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This is not a real-life question, it is just theory-crafting.

I have a big array which consists of elements like [1,140,245,123443], all integer or floats with low selectivity, and the number of unique values is ten times less than the size of the array. B*tree indexing is not good in this case.

I also tried to implement bitmap indexing, but in Ruby, binary operations are not so fast.

Are there any good algorithms for searching two-dimensional arrays of fixed size vectors?

And, the main question is, how do I convert the vector in value, where the conversion function has to be monotonic, so I can apply range queries such as:

(v[0]<10, v[2]>100, v[3]=32, 0.67*10^-8<v[4]<1.2154241410*10^-6)

the only idea i have is to create separate sorted indexes for each component of vector...binary search then and merge...but it is a bad idea because in the worst case scenario it will require O(N*N) operations...

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Oh, you want to find a row who's elements match a series of criteria? Is that it? –  Mooing Duck May 23 '12 at 23:44
    
yep, and i want to do that on ruby) –  Yuri Barbashov May 23 '12 at 23:45
    
You can always add some C to your Ruby :) –  Sergio Tulentsev May 24 '12 at 6:57
    
Have you looked at R-trees ? –  Frederick Cheung Jul 1 '12 at 16:09

2 Answers 2

Assuming that each "column" is vaguely evenly distributed in a known range, you could keep track of a series of buckets for each column, and a list of rows that satisfy the bucket. The number of buckets for each column can be the same, or different, it's totally arbitrary. More buckets is faster, but takes slightly more memory.

my table:
range:    {1to10} {1to4m}    {-2mto2m}
row1:     {7      3427438335 420645075}
row2:     {5      3862506151 -1555396554}
row3:     {1      2793453667 -1743457796}

buckets for column 1:
bucket{1-3} : row3
bucket{4-6} : row2
bucket{7-10} : row1

buckets for column 2:
bucket{1-2m} : 
bucket{2m-4m} : row1, row2, row4

buckets for column 3:
bucket{-2m--1m} : row2, row3
bucket{-1m-0} : 
bucket{0-1m} : 
bucket{1m-2m} : row1

Then, given a series of criteria: {v[0]<=5, v[2]>3*10^10}, we pull out the buckets that match that criteria:

 column 1:
v[0]<=5 matches buckets {1-3} and {4-6}, which is rows 2 and 3.
 column 2:
v[2]>3*10^10} matches buckets {2m-4m} and {4-6}, which is rows 1, 2 and 3.
 column 3:
"" matches all , which is rows 1, 2 and 3.

Now we know that the row(s) we're looking for meet all three criteria, so we list all the rows that are in the buckets that matched all the criteria, in this case, rows 2 and 3. At this point, the number of rows remaining will be small even for massive amounts of data, depending on the granularity of your buckets. You simply check each of the rows that is left at this point to see if they match. In this sample we see that row 2 matches, but row 3 doesn't.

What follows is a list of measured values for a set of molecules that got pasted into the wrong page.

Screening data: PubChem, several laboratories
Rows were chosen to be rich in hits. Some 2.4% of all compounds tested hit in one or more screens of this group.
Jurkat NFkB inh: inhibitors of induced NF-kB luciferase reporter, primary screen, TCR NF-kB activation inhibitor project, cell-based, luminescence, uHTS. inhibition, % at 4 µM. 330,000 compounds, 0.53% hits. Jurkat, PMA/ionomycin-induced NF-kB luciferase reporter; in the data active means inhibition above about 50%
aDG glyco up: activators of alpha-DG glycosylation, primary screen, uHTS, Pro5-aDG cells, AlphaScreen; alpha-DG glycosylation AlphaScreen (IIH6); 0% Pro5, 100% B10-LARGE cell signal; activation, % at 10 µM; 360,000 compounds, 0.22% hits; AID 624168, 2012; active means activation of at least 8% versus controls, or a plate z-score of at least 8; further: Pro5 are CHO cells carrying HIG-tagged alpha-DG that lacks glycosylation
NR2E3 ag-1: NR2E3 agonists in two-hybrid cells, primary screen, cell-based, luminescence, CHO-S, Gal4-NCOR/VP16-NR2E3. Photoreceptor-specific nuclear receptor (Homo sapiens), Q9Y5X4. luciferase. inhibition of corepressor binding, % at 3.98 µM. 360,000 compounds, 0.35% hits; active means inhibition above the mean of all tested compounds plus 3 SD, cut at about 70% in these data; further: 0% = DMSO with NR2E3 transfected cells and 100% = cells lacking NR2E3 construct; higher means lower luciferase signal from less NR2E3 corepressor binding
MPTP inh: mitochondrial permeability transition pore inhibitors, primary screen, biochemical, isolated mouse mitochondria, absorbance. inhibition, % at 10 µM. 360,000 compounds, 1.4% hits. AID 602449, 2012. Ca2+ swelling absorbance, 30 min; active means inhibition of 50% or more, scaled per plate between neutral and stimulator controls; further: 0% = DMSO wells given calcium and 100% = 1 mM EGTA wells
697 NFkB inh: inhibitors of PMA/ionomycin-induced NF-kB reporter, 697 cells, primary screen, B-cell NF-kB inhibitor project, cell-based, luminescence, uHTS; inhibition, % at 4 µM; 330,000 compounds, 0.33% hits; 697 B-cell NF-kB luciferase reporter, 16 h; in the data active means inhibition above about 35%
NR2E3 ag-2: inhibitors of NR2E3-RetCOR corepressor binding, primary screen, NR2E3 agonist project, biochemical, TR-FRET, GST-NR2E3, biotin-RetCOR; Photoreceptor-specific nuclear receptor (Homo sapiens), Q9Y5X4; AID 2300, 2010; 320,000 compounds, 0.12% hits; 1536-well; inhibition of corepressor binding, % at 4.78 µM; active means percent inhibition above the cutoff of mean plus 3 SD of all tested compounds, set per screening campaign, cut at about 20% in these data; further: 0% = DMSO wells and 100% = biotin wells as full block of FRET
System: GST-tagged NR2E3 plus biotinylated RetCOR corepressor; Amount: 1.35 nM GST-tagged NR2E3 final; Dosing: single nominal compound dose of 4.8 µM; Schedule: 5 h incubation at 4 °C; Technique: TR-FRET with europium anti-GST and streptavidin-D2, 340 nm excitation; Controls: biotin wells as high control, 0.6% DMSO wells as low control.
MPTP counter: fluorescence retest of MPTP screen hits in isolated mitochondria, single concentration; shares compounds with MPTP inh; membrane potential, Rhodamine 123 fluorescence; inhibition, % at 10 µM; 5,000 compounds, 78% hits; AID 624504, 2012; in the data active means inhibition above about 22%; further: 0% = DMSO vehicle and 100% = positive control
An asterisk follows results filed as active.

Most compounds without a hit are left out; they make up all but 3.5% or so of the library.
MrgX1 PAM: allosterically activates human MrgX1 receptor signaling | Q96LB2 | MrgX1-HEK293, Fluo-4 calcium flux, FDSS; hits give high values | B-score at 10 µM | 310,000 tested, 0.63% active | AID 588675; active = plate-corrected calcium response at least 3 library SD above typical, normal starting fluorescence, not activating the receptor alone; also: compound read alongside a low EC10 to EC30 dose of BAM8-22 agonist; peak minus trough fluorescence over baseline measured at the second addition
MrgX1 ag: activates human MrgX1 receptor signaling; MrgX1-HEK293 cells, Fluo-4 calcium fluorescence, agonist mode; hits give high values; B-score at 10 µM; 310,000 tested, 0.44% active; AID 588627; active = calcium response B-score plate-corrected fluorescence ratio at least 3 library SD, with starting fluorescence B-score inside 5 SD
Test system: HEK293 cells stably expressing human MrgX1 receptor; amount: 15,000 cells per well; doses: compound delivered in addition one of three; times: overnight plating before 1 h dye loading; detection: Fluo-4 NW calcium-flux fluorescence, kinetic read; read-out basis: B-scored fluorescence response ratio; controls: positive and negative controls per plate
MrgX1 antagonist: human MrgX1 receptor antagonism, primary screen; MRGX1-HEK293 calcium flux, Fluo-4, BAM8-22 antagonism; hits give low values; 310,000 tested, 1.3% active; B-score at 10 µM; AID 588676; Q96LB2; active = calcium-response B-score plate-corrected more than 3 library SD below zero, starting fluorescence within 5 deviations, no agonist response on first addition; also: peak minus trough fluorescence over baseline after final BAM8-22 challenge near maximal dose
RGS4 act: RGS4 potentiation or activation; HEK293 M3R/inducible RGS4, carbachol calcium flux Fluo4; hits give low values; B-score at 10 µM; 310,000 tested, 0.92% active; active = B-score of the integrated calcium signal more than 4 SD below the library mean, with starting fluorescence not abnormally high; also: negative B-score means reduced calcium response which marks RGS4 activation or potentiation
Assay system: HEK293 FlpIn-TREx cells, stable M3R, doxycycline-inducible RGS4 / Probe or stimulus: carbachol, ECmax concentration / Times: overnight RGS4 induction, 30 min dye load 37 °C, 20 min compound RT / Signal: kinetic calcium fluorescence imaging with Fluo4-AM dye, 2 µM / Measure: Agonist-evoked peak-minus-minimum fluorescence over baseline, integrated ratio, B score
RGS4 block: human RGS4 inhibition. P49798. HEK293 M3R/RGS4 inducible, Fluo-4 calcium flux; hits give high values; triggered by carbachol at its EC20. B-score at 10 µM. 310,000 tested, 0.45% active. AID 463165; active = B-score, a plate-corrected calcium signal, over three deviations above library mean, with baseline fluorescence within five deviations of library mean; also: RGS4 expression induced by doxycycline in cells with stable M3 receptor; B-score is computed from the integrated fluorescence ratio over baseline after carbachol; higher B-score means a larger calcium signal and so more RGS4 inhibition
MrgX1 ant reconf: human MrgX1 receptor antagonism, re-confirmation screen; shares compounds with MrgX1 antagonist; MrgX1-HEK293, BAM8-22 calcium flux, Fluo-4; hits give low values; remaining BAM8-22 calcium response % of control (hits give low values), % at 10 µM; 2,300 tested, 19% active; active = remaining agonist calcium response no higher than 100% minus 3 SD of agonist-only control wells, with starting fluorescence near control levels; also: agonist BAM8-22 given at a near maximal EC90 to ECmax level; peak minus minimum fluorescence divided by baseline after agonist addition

This algorithm is technically O(n), but in practice, if you have large numbers of small buckets, this algorithm can be very fast.

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I don't think that it is a O(N) alg. For example how many operations do u need then u have find common elements in 2 Nsize arrays(worst case scenario max range queries) i think N*N... –  Yuri Barbashov May 24 '12 at 9:42
    
I dont understand what your saying. When I say it's O(N),, I meant N is the number of rows, and I'm ignoring the number of columns. If M is the number of columns, the algorithm is O(N*M), either way, it's the same algorithmic complexity as a linear search. –  Mooing Duck May 24 '12 at 14:26
    
You said that "Now we know that the row(s) we're looking for meet all three criteria"...sot we have 3 arrays of rows ids and we have to find their intersection. Intersection of 2 unordered arrays required size_of_first_array * size_of_first_array operations, so in the worst case scenario it will require N*N operations...And i don't think that buckets is good idea, it is better to use uniq values as keys and row ids as value. –  Yuri Barbashov May 24 '12 at 23:18
    
@YuriBarbashov: oh, right, good observation. Finding the intersection is O(N^M), but because of the buckets, it's O((N/P)^M) (where N is the number of rows, P the number of buckets, and M the number of columns. I'm not sure what you said about buckets. Each "bucket" is merely a vector of row pointers, and so doesn't take much space. –  Mooing Duck May 24 '12 at 23:39
    
Finding the intersection is O(M*N^2). I think it is better to store indexes like {1 => [1,434,55], 3 => [234,555,6643] ...123 => [34,533]} for queries like v[0] == 1, and not bad for range queries also –  Yuri Barbashov May 24 '12 at 23:52

Using an index :)

The basic idea is to turn the 2 dimensional array into a 1 dimensional sorted array(while keeping the original position) and apply binary search on the later.

This method works for any n dimensional array and is used widely by databases which can be seen as a n dimensional array with variable lengths.

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binary search only works when the array is sorted –  Luiggi Mendoza May 23 '12 at 23:18
    
yes, and as i said, the index array is a 1 dimensional sorted array :) –  Samy Arous May 23 '12 at 23:19
    
then, how can you index that kind of data? –  Luiggi Mendoza May 23 '12 at 23:20
    
simple data structure: value => list of positions in the original array, can be even a map. –  Samy Arous May 23 '12 at 23:22
    
the question is more about conversion of vector into value...because i need to find all array elements by range query, for example 0.67 * 10^-8 < v[4] < 1.2154241410*10^-6 –  Yuri Barbashov May 23 '12 at 23:32

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